As a result of the aforesaid actions by the appropriate authorities of the USA, the questions of trade and economic ties between our countries—and we have to face the truth—have turned out to be unresolved at the present time. Moreover, in many respects the situation in this area became even worse to-day than ever before.

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To avoid any sort of ambiguity in this respect, we consider it necessary to state officially that the very basis of trade and credit legislation adopted by the US Congress in its parts dealing with the USSR is unacceptable for us on the abovementioned grounds. This, of course, relieves the Soviet side as well of the obligations which has been taken by it in a comprehensive complex of agreements on trade and credit questions.

Thus, our trade and economic relations have undoubtedly been seriously damaged, and that by no means helps the development of Soviet-American relations in other areas either.

In this connection we would like to know, Mr. President, your views with regard to improving the existing situation.

On our part, we shall do everything what is necessary to move further forward in our relations in the areas which so far have been the subject of our keen attention and to which both sides have devoted so many efforts. It applies both to bilateral Soviet-American relations and to the international problems touching upon the interests of our two States. We believe that this very approach will be the correct one.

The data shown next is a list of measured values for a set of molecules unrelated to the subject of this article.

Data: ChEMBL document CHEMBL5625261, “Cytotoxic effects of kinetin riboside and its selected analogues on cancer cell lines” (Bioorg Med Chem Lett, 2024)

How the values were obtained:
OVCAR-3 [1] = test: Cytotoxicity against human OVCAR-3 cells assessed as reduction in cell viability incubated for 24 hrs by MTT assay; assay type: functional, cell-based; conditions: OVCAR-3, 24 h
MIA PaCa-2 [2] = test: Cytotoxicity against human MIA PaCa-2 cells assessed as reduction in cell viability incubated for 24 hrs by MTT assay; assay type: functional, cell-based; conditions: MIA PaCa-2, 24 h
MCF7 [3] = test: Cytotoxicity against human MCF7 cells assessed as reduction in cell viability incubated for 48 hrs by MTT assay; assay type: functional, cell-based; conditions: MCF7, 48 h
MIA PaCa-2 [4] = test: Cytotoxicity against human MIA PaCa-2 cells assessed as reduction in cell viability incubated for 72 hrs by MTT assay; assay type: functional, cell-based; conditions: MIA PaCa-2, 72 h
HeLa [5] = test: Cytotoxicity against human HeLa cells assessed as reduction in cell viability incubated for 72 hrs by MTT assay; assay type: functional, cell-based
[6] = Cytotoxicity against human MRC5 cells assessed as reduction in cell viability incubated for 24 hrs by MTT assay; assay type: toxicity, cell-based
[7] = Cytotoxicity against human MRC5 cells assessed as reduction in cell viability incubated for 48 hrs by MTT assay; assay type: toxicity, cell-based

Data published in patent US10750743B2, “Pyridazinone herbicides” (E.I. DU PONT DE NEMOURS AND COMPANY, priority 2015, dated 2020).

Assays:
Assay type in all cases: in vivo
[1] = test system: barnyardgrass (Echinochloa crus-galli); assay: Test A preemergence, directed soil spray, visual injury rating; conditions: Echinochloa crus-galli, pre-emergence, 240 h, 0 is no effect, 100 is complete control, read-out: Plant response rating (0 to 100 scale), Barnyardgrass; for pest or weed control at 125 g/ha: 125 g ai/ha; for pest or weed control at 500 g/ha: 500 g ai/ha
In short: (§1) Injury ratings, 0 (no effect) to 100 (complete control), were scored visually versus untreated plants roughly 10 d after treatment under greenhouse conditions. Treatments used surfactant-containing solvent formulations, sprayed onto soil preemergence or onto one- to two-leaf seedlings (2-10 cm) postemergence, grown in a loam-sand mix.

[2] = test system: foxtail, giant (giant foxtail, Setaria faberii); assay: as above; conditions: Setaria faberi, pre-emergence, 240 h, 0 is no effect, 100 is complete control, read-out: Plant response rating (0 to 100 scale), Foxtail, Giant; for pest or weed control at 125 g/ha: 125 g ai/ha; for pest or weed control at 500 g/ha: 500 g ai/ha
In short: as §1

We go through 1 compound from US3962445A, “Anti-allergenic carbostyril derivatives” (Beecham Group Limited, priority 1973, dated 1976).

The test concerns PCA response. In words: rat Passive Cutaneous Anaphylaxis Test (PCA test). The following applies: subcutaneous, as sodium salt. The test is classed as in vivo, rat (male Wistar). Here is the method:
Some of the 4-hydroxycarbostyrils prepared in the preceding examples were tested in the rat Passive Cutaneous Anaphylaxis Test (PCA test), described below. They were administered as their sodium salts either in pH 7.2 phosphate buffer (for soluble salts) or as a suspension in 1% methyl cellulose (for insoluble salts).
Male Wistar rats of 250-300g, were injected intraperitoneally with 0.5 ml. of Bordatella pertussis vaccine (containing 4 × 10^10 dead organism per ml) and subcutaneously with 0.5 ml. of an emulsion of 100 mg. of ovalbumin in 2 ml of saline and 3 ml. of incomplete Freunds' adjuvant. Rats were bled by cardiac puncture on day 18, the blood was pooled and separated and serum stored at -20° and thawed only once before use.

The cause of relaxation of international tension and of strengthening peace is of too great importance and responsibility to retreat from it or to get discouraged on the account of forces which counteract this cause. We are deeply convinced that to do so would not be in our common interests. In any event, as far as the Soviet side is concerned, I can definitely say that this is not our intention.

In other words, we would like to view the future with optimism as before, supporting it by our joint efforts. We hope, Mr. President, that you share such an approach and that in practice the American side will act accordingly.

In conclusion, I would like to say that the degree of mutual understanding revealed during our meeting in Vladivostok and agreements reached there on certain concrete questions create not a bad basis for further intensive work with the purpose of completing the business we began, in the interests of the Soviet and American peoples, and in the interests of all mankind.


L. Brezhnev4
  1. Source: National Archives, RG 59, Lot File 81D286, Records of the Office of the Counselor, Box 8, Trade Bill, 1975. No classification marking. According to marginalia, the letter was delivered to the White House on the afternoon of December 25. In his memoirs, Kissinger recalled: “On December 25, Brezhnev addressed a personal letter to Ford, the first time he had done so since Vladivostok. At once blustering and melancholy, Brezhnev once more rejected congressional legislation linking East-West trade to Jewish emigration. The Soviet Union would not accept the waiver or any form of conditionality other than the settlement of the Lend-Lease debt.” (Kissinger, Years of Renewal, p. 305)
  2. The Trade Act of 1974 (Public Law 93–618) was approved by both Houses of Congress on December 20.
  3. See footnote 2, Document 100.
  4. Printed from a copy that bears this typed signature.